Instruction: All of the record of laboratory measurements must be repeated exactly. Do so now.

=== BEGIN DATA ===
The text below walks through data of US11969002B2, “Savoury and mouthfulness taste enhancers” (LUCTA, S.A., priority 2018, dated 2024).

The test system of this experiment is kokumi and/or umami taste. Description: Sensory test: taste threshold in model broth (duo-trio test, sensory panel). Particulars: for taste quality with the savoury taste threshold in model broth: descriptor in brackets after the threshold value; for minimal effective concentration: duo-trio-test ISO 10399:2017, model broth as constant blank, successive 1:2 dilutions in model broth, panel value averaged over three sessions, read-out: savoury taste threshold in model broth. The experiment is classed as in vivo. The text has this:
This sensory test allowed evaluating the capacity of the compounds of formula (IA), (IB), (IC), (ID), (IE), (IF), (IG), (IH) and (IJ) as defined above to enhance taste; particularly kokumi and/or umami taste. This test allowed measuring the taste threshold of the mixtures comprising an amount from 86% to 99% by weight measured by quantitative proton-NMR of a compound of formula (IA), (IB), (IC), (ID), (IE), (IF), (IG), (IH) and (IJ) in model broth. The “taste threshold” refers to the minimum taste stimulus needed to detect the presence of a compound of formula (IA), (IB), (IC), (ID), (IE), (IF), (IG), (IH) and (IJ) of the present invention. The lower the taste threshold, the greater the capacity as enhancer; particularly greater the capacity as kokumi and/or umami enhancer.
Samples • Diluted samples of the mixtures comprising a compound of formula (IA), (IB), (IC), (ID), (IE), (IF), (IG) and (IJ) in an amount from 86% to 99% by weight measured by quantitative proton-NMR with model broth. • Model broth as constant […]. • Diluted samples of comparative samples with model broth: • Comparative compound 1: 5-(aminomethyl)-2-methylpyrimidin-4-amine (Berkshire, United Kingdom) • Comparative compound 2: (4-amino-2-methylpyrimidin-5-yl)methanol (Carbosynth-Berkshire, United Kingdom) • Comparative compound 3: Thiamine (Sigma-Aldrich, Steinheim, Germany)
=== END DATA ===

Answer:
The text below walks through data of US11969002B2, “Savoury and mouthfulness taste enhancers” (LUCTA, S.A., priority 2018, dated 2024).

The test system of this experiment is kokumi and/or umami taste. Description: Sensory test: taste threshold in model broth (duo-trio test, sensory panel). Particulars: for taste quality with the savoury taste threshold in model broth: descriptor in brackets after the threshold value; for minimal effective concentration: duo-trio-test ISO 10399:2017, model broth as constant blank, successive 1:2 dilutions in model broth, panel value averaged over three sessions, read-out: savoury taste threshold in model broth. The experiment is classed as in vivo. The text has this:
This sensory test allowed evaluating the capacity of the compounds of formula (IA), (IB), (IC), (ID), (IE), (IF), (IG), (IH) and (IJ) as defined above to enhance taste; particularly kokumi and/or umami taste. This test allowed measuring the taste threshold of the mixtures comprising an amount from 86% to 99% by weight measured by quantitative proton-NMR of a compound of formula (IA), (IB), (IC), (ID), (IE), (IF), (IG), (IH) and (IJ) in model broth. The “taste threshold” refers to the minimum taste stimulus needed to detect the presence of a compound of formula (IA), (IB), (IC), (ID), (IE), (IF), (IG), (IH) and (IJ) of the present invention. The lower the taste threshold, the greater the capacity as enhancer; particularly greater the capacity as kokumi and/or umami enhancer.
Samples • Diluted samples of the mixtures comprising a compound of formula (IA), (IB), (IC), (ID), (IE), (IF), (IG) and (IJ) in an amount from 86% to 99% by weight measured by quantitative proton-NMR with model broth. • Model broth as constant […]. • Diluted samples of comparative samples with model broth: • Comparative compound 1: 5-(aminomethyl)-2-methylpyrimidin-4-amine (Berkshire, United Kingdom) • Comparative compound 2: (4-amino-2-methylpyrimidin-5-yl)methanol (Carbosynth-Berkshire, United Kingdom) • Comparative compound 3: Thiamine (Sigma-Aldrich, Steinheim, Germany)